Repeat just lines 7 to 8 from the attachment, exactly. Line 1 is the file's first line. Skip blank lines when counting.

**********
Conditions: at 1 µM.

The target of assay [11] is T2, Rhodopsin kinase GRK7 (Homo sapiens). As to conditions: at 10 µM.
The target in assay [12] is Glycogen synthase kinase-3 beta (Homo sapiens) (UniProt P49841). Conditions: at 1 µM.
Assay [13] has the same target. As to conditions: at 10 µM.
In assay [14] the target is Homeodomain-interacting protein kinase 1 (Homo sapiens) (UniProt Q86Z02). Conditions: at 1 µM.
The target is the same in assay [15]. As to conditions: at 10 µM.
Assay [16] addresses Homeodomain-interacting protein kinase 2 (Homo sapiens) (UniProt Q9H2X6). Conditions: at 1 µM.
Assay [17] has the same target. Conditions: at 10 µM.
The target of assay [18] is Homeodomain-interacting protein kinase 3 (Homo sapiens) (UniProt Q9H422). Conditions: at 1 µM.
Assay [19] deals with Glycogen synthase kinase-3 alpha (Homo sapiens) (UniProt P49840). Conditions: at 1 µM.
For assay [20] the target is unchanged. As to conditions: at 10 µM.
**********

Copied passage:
Assay [16] addresses Homeodomain-interacting protein kinase 2 (Homo sapiens) (UniProt Q9H2X6). Conditions: at 1 µM.
Assay [17] has the same target. Conditions: at 10 µM.